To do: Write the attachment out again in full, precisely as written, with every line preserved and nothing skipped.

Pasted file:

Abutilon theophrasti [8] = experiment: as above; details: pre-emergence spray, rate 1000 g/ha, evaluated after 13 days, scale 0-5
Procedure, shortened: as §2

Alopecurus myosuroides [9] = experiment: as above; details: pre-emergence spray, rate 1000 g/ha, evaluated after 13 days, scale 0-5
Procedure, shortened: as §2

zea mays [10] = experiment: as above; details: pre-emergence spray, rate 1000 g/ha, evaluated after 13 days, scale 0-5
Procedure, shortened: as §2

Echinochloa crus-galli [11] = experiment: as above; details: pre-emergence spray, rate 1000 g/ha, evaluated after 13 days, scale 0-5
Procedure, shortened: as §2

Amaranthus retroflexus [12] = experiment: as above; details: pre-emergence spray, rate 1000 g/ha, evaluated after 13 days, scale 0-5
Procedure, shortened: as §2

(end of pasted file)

Abutilon theophrasti [8] = experiment: as above; details: pre-emergence spray, rate 1000 g/ha, evaluated after 13 days, scale 0-5
Procedure, shortened: as §2

Alopecurus myosuroides [9] = experiment: as above; details: pre-emergence spray, rate 1000 g/ha, evaluated after 13 days, scale 0-5
Procedure, shortened: as §2

zea mays [10] = experiment: as above; details: pre-emergence spray, rate 1000 g/ha, evaluated after 13 days, scale 0-5
Procedure, shortened: as §2

Echinochloa crus-galli [11] = experiment: as above; details: pre-emergence spray, rate 1000 g/ha, evaluated after 13 days, scale 0-5
Procedure, shortened: as §2

Amaranthus retroflexus [12] = experiment: as above; details: pre-emergence spray, rate 1000 g/ha, evaluated after 13 days, scale 0-5
Procedure, shortened: as §2